FAO Surveys New Plant Breeding Approach in Iran
EghtesadOnline: An evolutionary, participatory plant breeding approach compatible with the Iranian environment has been successful in reducing vulnerabilities of small-scale farmers, improving crop yields and boosting crop resilience to drought and other stressful events.
The above outcome was declared in the 2018 report on the State of Food Security and Nutrition in the World published by the Food and Agriculture Organization of the United Nations.
Adapting this approach and expanding it to more farms in the country are one of the ways of overcoming the drastic water crises and stressful environmental events hounding Iran. According to Financial Tribune, excerpts of the report on Iran follow:
Losing agricultural biodiversity reduces the opportunities to cope with future challenges, including a changing climate. Biodiversity is also an important driver for enhancing the resilience of small-scale family farmers to climate change and drought, as well as pest and disease outbreaks.
In the Islamic Republic of Iran, planting only a small number of improved crop varieties instead of several traditional varieties has resulted in the loss of agricultural genetic diversity. Thus, farmers need seeds that are better adapted to more intense climatic variability and shocks.
Traditional crop varieties represent a valuable source of agricultural diversity, as they have evolved through a combination of adaptation to local environments and generations of genetic selection.
It is widely recognized that traditional varieties often have much greater resilience to drought and other stresses, although they yield lower outputs in favorable conditions.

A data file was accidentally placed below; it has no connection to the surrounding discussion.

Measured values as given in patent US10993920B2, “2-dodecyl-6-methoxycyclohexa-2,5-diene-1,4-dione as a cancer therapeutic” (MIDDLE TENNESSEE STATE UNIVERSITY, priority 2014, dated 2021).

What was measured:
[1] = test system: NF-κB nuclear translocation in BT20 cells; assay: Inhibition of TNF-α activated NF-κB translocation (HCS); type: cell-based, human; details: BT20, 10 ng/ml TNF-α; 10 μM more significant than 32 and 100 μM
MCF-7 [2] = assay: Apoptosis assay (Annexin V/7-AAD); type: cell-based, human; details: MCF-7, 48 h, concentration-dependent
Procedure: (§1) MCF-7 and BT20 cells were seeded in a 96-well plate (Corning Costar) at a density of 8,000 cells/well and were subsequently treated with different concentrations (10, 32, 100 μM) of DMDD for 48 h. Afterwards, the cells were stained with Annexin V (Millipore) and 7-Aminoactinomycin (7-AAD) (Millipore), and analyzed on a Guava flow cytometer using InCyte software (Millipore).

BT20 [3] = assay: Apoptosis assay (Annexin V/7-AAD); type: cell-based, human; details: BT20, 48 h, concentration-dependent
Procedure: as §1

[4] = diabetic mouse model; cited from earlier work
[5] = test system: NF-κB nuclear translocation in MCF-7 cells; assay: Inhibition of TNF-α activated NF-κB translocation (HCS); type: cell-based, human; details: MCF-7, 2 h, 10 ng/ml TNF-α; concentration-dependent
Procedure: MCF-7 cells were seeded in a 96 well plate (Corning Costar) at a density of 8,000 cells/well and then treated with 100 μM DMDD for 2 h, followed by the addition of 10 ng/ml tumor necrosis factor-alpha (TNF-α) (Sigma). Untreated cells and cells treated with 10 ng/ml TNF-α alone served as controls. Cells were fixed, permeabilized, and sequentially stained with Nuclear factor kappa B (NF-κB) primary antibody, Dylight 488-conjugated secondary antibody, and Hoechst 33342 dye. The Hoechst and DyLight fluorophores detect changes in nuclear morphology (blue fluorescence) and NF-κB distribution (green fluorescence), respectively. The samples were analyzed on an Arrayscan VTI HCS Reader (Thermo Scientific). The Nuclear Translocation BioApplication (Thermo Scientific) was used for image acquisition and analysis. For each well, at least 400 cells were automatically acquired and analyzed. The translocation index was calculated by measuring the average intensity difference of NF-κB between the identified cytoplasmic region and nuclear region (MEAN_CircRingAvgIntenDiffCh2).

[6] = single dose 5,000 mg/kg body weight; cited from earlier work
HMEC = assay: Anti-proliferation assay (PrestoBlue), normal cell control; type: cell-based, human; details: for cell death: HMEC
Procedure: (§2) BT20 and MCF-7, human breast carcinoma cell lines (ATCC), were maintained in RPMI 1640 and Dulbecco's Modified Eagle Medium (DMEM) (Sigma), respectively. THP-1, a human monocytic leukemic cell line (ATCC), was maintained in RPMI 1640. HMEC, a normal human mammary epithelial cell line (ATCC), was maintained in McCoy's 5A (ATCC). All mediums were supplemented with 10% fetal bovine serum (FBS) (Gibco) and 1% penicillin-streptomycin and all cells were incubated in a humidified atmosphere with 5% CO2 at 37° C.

Furthermore, they often do not need chemical pesticides and fertilizers and require less water.
The concept of evolutionary, participatory plant breeding in Iran is aimed at increasing crop yields and resiliency using site-specific approaches.
It was introduced by the Center for Sustainable Development, the International Center for Agricultural Research in Dry Areas, the Rice Research Institute of Iran, the departments of agriculture in project provinces, farmers and farm associations, along with the International Fund for Agricultural Development.
In this approach, farmers used the best seeds from trial plots combined with traditional varieties for the next planting season to create an assortment of varieties that were highly regulated.
After only one cultivation season, this approach yielded better results than cultivating only a single crop variety.
By growing a combination of varieties, the crops became more climate-resilient. The increased diversity of their genes allowed them to evolve and adapt to climate variability and unpredictable weather patterns.